An EMT is an exceptional human being often the first point of contact in emergency medical situations. EMTs are tasked with some of the most vital duties in the medical field. The work of an EMT is incredibly challenging, but it’s also exciting, exhilarating, adrenaline-filled and most importantly uniquely fulfilling.
The first three tasks of your day are; arriving early, checking out the ambulance, and getting breakfast together as a team because everything in EMS is done as a team. As you greet your crew, ask how your partner is doing.
When in service, you and your partner wait, either at the base or in the truck, for calls to come in. As long as you remain near your truck, you will be able to respond to a call quickly.
When a call comes in, you’ll receive a phone call from a dispatcher, giving you the address and the nature of the call. The information you get is usually short and vague, but it gives you a rough idea of what to expect.
The calls you respond to are usually not directly life-threatening. Paramedics respond to those calls.
Since response times are very important in medical assist calls, you will get on the road as quickly as you can.
Be aware of street names in your city so that as soon as your 911 alarms ring you’re not stranded and know immediately where to go. Sometimes, but not always, you’ll drive with lights and sirens. The decision is made based on the nature of the call and department policy.
Have full knowledge of how the medical equipment works so that in an emergency situation you’re able to treat the patient and everything goes smoothly.
Once on scene, you’ll make contact with the patient and begin assessment, and if the patient is unstable, begin any appropriate treatments that you are allowed to provide.
When you’re ready, you’ll move the patient on the stretcher and transport them to the hospital. At the hospital, you provide a report to the staff detailing the medical condition of the patient and how the injury came about.
After each call, you will disinfect the truck, replace any equipment you used up, and complete a patient care report. This report will be recorded in case the incident was a crime and needs to be further investigated later on.
After the report is completed, you notify dispatch that you’re back in service, at which point they will either send you back to base or send you out to another call.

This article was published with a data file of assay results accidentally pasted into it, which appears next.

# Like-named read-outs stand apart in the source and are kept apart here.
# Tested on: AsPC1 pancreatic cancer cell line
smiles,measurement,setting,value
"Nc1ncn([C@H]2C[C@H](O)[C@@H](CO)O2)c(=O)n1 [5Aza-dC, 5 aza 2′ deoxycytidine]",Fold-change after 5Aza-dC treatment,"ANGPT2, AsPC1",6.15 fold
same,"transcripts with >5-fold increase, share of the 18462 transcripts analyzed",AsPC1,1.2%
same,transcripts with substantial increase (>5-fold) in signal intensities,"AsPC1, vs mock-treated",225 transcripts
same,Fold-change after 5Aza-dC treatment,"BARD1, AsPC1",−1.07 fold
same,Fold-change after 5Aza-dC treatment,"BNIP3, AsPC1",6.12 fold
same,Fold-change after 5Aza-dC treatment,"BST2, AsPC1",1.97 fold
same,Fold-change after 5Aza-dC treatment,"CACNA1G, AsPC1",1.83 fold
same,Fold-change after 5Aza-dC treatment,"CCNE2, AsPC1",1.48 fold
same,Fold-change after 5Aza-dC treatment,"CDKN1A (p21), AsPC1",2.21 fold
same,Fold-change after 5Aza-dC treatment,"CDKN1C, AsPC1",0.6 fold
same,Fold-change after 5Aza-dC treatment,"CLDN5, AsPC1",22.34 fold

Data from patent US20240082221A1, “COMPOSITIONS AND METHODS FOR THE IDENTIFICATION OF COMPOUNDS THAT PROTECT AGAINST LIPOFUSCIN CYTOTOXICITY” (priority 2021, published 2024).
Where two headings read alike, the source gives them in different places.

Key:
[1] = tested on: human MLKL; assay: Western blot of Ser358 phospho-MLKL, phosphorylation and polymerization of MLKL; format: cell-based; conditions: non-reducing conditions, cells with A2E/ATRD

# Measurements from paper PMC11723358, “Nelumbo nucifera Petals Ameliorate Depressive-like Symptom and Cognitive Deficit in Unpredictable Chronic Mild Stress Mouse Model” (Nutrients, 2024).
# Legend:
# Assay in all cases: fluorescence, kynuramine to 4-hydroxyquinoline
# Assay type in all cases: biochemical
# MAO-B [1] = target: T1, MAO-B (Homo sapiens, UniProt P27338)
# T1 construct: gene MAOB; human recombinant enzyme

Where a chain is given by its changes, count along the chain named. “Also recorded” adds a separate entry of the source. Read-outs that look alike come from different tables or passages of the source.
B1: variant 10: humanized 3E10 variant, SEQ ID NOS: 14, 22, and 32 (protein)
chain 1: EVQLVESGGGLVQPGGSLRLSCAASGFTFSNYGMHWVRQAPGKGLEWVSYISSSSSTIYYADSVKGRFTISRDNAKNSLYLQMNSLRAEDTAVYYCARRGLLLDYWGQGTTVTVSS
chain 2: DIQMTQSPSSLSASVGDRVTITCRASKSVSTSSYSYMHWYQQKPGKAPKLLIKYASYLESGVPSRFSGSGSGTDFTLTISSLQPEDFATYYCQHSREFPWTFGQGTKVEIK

If you are sent back to base at the end of an extremely busy day, you will wash the truck, clean the floor, and turn in the keys. You will also explain to the next EMT what equipment you needed to use and how your day went.
As you can see 24 hours in a day rarely seem enough, maintaining a healthy balance can be hard. Here are some tips to help restore work life balance:
“Your entire day will be split between running calls and waiting in service. The reasons why you decided to train and learn for this role will be put to the test during every call to service. You may not remember their names at the end of the day but they will remember yours and how you were there when you were needed the most.”
These are a few incredible things EMTs do every day to make the world a safer place. As the next generation of EMTs joins their ranks, the list of good deeds will continue to grow. Wait for that one call that is going to change how you see the world. And there will be countless success stories that reveal why you do what you do.
The list below shows the breakdown of the modules covered for the EMT-B: National Standard Curriculum.
There are 46 lessons in this core curriculum. Three additional lessons are required to complete the advanced airway elective if offered.
The course includes:
• Patient Assessment
• Medical/Behavioral Emergencies and Obstetrics/Gynecology
• Infants and Children
• Advanced Airway (Elective)
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